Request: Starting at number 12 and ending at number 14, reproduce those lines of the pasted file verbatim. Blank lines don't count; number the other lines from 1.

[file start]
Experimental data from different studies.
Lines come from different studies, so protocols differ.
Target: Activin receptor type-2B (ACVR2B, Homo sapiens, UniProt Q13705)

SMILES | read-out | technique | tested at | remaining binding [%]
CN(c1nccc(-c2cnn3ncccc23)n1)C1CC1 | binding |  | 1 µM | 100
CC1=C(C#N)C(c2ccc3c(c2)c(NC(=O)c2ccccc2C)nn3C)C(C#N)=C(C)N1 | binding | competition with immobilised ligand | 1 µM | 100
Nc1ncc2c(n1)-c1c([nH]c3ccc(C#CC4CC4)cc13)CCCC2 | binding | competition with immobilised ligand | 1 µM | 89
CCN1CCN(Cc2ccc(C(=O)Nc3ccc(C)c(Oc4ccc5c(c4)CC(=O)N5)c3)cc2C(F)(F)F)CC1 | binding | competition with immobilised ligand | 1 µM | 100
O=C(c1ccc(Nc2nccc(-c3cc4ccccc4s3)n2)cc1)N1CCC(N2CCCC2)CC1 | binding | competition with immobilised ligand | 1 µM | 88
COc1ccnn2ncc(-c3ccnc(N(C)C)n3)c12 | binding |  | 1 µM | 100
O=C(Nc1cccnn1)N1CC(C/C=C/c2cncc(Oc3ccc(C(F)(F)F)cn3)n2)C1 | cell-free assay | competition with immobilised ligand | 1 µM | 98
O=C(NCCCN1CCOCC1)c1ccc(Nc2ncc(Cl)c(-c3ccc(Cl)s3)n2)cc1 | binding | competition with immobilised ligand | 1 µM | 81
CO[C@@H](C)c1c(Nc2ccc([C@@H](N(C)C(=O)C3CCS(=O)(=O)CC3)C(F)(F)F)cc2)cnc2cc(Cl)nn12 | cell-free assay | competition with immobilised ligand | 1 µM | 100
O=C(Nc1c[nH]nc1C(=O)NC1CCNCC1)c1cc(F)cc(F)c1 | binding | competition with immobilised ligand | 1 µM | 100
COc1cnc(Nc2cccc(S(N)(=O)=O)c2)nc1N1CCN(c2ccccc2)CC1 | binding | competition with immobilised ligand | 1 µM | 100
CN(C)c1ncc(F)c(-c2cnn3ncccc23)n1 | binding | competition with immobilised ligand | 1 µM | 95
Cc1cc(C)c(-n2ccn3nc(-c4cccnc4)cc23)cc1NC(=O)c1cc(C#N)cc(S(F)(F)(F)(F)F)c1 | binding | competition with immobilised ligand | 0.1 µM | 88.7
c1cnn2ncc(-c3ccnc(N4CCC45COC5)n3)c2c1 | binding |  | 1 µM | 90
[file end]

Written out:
O=C(NCCCN1CCOCC1)c1ccc(Nc2ncc(Cl)c(-c3ccc(Cl)s3)n2)cc1 | binding | competition with immobilised ligand | 1 µM | 81
CO[C@@H](C)c1c(Nc2ccc([C@@H](N(C)C(=O)C3CCS(=O)(=O)CC3)C(F)(F)F)cc2)cnc2cc(Cl)nn12 | cell-free assay | competition with immobilised ligand | 1 µM | 100
O=C(Nc1c[nH]nc1C(=O)NC1CCNCC1)c1cc(F)cc(F)c1 | binding | competition with immobilised ligand | 1 µM | 100